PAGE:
Connect/Follow Me:
FREE Report: Your Guide To Functional Fitness
undefined

Please enter your name & email below.

We respect your privacy. Your info will never be shared.
This Month In Life
  • An End to Bedtime Battles
    In many homes, bedtime is a battle that lasts for hours. When the kids finally fall asleep, hours have passed, and Mom and Dad are exhausted. Sound familiar? There is a better way. Read >>
  • Oh, to Be Young Again!
    You may be over the hill. You may feel your reflexes slowing down. The effects of aging may be showing up in your hair and face. But you don’t have to let Father Time win. Not in your mind. After all, you’re only as old as you feel. Read >>
  • Germs, Germs, Germs!
    You know your cell phone, toilet, and computer keyboard are germy. What about places outside of your house? Which are the germiest out there? Read >>
  • An Organized New Year
    The start of a new year is a great time to evaluate your life. The perfect time to set goals and make changes for the better. If your life feels a bit scattered, you may want to resolve to get organized. Read >>
Health and Fitness News

An End to Bedtime Battles

How you can create a peaceful bedtime routine for your kids.

You’ve read them a bedtime story, tucked them in, and turned off the light. It’s time for some peace and quiet for Mom and Dad, right? Dream on. In many homes, bedtime is a battle that lasts for hours. When the kids finally fall asleep, hours have passed, and Mom and Dad are exhausted. Sound familiar? There is a better way.

For some reason, many kids put up a fight at bedtime. When the lights go out, a myriad of excuses, fears, and questions pop up out of nowhere. Parents do anything to keep their kids quiet. Sadly, it seems none of the efforts work.
What can parents do to create a bedtime routine that works better for the entire family?

All About Routine

A routine is something you do each day. When it comes to kids and bedtime, they need a nightly routine that’s always the same. This way they know what to expect, how to act, and how their parents will respond. Start with turning screens off at least an hour before bedtime. Give a five-minute warning before it’s time to get ready for bed. Have your child take a bath, brush teeth, and get pajamas on. Then read a book and sing a song together. Finally, give kisses goodnight.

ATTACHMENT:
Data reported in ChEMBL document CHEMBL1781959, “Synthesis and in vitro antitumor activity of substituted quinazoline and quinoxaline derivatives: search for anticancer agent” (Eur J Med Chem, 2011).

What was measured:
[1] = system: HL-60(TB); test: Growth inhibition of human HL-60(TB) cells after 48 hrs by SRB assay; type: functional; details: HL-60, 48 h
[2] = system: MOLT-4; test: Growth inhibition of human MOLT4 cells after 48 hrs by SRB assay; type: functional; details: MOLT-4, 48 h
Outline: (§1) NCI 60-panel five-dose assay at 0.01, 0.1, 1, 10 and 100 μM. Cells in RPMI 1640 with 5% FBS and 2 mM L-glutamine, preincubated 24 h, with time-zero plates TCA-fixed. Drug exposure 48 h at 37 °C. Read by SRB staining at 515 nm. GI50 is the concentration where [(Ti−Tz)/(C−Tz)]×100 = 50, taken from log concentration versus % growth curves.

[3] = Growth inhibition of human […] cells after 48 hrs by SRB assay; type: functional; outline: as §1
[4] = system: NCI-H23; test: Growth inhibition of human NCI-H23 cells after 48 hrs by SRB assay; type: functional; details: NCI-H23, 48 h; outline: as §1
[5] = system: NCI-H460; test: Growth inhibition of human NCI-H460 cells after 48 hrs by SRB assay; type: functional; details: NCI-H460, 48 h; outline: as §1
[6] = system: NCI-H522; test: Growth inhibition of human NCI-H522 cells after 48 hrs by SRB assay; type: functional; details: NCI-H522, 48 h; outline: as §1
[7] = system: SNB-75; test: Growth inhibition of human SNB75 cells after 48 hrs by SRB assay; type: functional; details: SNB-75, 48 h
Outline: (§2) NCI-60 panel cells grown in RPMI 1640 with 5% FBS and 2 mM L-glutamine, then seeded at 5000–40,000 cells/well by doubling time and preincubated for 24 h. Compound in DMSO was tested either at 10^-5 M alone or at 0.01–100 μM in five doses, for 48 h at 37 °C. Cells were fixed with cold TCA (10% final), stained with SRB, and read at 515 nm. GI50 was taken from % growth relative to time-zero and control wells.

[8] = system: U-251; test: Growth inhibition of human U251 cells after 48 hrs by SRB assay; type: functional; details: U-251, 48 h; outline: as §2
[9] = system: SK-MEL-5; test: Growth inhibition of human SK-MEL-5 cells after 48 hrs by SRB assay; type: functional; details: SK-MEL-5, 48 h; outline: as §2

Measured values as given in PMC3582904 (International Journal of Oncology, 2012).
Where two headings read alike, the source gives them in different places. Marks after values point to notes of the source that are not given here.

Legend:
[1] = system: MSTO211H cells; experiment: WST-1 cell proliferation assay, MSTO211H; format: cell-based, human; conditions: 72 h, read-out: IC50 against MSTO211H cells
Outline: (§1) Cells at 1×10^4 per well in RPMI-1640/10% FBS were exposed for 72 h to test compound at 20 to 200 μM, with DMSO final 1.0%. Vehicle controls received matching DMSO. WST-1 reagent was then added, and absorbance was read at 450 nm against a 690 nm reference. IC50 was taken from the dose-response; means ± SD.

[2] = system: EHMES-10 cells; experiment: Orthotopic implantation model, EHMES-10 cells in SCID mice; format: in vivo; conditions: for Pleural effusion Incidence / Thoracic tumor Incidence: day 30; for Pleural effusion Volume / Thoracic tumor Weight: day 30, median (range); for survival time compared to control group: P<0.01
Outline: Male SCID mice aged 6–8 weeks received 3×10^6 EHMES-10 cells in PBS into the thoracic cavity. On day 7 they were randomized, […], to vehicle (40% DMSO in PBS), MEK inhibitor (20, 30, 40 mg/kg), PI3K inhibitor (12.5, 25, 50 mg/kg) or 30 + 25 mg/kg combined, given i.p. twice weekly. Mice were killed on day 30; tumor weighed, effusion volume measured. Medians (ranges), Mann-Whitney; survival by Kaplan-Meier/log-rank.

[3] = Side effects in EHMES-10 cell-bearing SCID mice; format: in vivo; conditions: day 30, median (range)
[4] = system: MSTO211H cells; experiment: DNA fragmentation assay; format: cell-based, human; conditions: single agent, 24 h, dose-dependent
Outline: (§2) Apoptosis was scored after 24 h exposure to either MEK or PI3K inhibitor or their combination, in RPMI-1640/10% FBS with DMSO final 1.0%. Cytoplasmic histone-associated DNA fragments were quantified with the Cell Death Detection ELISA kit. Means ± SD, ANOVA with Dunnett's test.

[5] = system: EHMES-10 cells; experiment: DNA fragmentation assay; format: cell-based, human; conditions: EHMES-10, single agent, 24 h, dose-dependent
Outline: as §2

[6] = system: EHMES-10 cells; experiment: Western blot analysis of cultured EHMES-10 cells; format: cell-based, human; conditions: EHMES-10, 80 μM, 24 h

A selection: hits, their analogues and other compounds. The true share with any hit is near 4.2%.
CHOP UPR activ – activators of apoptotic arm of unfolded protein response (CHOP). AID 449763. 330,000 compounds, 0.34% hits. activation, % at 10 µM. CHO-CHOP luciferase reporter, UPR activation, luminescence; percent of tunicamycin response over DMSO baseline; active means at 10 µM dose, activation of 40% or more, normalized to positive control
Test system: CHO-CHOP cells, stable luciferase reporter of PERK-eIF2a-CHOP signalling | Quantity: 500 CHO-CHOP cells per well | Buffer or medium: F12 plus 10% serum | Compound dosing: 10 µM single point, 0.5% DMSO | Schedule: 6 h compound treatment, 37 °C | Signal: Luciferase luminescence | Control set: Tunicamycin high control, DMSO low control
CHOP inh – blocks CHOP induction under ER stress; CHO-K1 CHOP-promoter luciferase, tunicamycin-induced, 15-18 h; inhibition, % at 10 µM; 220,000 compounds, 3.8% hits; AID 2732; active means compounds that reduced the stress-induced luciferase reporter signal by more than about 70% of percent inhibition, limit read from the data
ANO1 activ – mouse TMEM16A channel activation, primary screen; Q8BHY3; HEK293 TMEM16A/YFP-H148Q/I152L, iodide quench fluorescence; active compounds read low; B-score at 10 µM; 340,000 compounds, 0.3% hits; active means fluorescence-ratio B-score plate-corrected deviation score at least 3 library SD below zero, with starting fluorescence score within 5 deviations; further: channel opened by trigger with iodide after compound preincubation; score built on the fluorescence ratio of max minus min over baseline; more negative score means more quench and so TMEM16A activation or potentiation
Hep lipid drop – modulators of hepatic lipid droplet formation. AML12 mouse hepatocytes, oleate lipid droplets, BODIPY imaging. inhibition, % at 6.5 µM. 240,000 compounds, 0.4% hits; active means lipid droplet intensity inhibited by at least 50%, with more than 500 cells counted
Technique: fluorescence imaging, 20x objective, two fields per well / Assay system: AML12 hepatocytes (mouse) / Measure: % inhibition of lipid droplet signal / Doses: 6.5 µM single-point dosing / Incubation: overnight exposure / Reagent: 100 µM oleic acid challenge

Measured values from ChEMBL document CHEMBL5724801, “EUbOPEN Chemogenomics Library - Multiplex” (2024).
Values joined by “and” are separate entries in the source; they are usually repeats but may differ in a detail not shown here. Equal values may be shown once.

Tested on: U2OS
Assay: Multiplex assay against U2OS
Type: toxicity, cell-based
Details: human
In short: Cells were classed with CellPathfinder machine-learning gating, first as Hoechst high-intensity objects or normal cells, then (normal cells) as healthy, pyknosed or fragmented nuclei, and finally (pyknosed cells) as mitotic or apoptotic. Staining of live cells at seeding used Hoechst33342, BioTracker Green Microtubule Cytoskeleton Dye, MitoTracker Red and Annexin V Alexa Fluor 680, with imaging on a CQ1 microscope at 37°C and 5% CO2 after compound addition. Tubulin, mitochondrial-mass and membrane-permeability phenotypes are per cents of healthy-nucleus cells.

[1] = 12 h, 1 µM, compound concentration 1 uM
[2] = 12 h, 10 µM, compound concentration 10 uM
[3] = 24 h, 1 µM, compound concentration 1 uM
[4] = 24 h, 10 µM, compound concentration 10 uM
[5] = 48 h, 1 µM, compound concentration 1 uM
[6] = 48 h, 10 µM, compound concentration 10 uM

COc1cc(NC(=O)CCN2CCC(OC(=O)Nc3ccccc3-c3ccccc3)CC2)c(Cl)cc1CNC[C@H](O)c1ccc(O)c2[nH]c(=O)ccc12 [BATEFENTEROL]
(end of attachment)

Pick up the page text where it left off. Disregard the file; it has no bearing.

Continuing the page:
Avoid Battles

Many kids become more talkative at bedtime. Suddenly, they have big questions and big fears that demand your undivided attention. Set aside time during the day to talk about what’s on your child’s mind. Before tucking them in, ask whether they’re hungry, thirsty, need to potty, or have a question. Once that’s taken care of, there should be no reason to get out of bed.

Address Fears and Worries

Many bedtime battles stem from fears and worries that can complicate bedtime. Some kids fight bedtime because they don’t feel tired. Maybe the rest of the family is watching television and they don’t want to miss out. Or perhaps bedtime is associated with fears and worries. Maybe your child fears the dark, being alone, or being awake while the rest of the family sleeps. These fears can be overwhelming. To combat them, a child may go to absurd lengths to get their parents’ attention.

When anxious thoughts keep a child from going to bed, parents can do several things. Teach your child child relaxation techniques. Examples include progressive muscle relaxation, imagery, and deep breathing. Patiently talk with them about their fears and reassure them they’re safe. Let your child listen to soothing music or an audio book to help them fall asleep. Leave a nightlight on.

Rules are Rules

Children function best and feel safest when they know what to expect and what’s expected of them. When it comes to bedtime, consistency is key. Once the routine is set, fears are addressed, and the rules are made clear, be firm and calm as you enforce bedtime rules. After the lights are turned off, there are no more snacks, hugs, or stories. No matter how cute they are, don’t give in. Otherwise, your child will learn that if they beg or throw a fit, they can get what they want.